Bloating 101: It’s Not Just a Little Symptom

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by Dr. David Pollack

You’re not alone. One of the most common symptoms that brings my patients together is this almost silly symptom of bloating. It sounds like just a pest, not a real problem. Many women rate their bloating and distention as if they were in late months of a pregnancy. The actual complexities of what bloating is, where it’s coming from, and the extremely serious problem it can cause and that it relates to are far and wide. bloating-thumb

Bloating is the sensation of discomfort and pressure or physical manifestation of distention in the abdomen. Some equate bloating to “fat,” but that is not so. Though persistent bloating may cause weight gain, bloating is primarily a digestive issue, but it may relate to other systems of the body.

Most bloating is caused by gas build-up in the gut, specifically the small intestines. Many ask, “Where does the gas come from?” The gas is produced by a variety of different organisms living in our small intestines, mostly a combination of bacteria and fungi that “ferment” our food. Fermentation is a process used to make bread or beer. It is also a process that occurs during digestion. Our body produces micro-organisms to convert sugar into alcohol and carbon dioxide and a variety of other compounds. This fermentation process can cause the production of many toxic compounds. Different organisms produce different toxins. Some yeasts, like the candida family, can affect such wide-reaching areas as joints, cognition, and even fertility, among many others.

The small intestine is a very important organ, with far-reaching functions well beyond digestion. The small intestine contains upwards of 70 percent of the body’s entire immune system. Bloating may be causing mild to severe changes in the function of our immune system by constantly causing over activation and keeping it awash in the previously discussed toxicity.

Other forms of bloating may be from hormone effects from the reproductive system, such as estrogen and progesterone imbalances. Women with menstrual imbalances often feel, and even see, these effects. Imbalances of the thyroid hormones can also cause bloating, mild to extreme. Overlooked, there are deep connections between anxiety, depression and other mood imbalances and the gut. The small intestine is the site of manufacture of more than 50 percent of the body’s vast system of neurotransmitters. These are the compounds that create and influence our thoughts. This can be considered a two-way street. Anxiety and depression can cause bloating, and the reverse bloating can cause anxiety or depression.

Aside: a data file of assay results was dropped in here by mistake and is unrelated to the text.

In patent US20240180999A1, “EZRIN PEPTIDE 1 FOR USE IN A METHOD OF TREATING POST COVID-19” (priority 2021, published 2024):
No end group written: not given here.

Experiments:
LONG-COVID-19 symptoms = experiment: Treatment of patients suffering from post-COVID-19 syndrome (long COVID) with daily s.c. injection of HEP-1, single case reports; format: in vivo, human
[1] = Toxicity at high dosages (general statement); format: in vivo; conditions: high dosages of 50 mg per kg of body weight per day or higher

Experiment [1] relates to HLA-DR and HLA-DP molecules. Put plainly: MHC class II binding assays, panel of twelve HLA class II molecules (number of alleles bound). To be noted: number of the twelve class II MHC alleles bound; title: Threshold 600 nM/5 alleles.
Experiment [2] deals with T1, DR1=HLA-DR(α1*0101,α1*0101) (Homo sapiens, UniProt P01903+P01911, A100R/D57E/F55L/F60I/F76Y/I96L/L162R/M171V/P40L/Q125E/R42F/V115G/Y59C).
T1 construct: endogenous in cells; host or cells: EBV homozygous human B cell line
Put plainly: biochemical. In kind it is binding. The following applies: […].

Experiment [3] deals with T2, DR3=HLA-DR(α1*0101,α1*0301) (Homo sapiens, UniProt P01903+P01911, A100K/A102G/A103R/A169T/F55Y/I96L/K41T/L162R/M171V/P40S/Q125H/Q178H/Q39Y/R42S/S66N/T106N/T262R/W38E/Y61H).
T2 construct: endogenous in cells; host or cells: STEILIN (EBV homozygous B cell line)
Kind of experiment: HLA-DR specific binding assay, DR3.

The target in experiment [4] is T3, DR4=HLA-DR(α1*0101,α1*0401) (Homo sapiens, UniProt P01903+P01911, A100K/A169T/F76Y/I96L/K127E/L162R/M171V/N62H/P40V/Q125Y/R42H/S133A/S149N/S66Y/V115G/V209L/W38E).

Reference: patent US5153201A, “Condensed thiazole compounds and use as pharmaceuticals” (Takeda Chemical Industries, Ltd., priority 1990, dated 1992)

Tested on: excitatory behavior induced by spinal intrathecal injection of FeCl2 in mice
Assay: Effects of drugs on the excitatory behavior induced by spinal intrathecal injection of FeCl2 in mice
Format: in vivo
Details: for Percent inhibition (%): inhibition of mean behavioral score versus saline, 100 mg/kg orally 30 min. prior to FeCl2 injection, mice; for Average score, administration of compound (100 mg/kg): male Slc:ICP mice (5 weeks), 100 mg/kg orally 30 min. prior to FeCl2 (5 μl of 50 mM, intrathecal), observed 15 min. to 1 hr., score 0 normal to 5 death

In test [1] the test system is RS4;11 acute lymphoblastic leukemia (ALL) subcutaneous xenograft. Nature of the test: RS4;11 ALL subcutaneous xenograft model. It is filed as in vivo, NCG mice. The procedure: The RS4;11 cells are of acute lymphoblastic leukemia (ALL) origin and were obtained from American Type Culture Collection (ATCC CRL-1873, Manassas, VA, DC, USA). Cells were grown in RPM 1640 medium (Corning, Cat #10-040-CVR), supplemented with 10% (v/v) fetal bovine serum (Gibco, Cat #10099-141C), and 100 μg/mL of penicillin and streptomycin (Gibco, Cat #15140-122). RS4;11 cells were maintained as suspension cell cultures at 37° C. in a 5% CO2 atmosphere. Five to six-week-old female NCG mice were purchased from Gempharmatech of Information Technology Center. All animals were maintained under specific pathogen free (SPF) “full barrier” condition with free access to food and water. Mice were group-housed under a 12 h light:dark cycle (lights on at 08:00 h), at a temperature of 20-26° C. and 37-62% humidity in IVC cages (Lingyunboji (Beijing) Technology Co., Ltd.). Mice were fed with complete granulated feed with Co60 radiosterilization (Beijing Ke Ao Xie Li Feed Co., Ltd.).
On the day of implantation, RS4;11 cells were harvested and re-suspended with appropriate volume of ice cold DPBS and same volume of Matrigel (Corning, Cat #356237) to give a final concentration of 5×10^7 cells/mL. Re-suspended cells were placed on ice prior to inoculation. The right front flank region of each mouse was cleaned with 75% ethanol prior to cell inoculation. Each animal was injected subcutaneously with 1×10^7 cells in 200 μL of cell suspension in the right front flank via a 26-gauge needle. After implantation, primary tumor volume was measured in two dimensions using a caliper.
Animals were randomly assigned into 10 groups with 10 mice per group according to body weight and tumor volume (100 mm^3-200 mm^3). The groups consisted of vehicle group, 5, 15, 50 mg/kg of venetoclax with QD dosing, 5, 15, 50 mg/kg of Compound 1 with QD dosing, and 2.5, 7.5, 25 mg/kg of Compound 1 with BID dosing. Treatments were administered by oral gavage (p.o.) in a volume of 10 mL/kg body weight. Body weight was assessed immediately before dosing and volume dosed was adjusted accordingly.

One of the most powerful ways to combat a digestive problem is through the use of plant-based digestive enzymes. Enzymes, which are natural proteins present throughout the digestive tract, are the tools that perform the actual breakdown of our food in order to extract nutrients. Using the proper forms and dosages of enzymes can be a major part of reducing the bloat and rebuilding the digestive tract by helping ensure the proper and complete digestion of our food. Even good, healthy food can cause bloating; and, in fact, “healthy” food, like kale and other vegetables, may cause more bloating in a poorly functioning digestive tract than some less desirable foods, like many of the carbohydrates, in some. We find some that have significant bloating with raw vegetable sensitivities gravitate to carbs. Others may be strongly carb sensitive, due to bacterial or yeast imbalances, and can’t find any calming foods, at times resorting to skipping meals to feel good.

Enzyme therapy, acupuncture, detoxification, dietary therapies, moxibustion and a variety of related therapies can help speed the healing of the body and remove any blockages or impediments to the system.

Source: Dr. David Pollack, of Pollack Wellness Institute, located at 66 Commack Rd., Ste. 204, Commack. For more information, call 631-462-0801 or visit PollackWellness.com.

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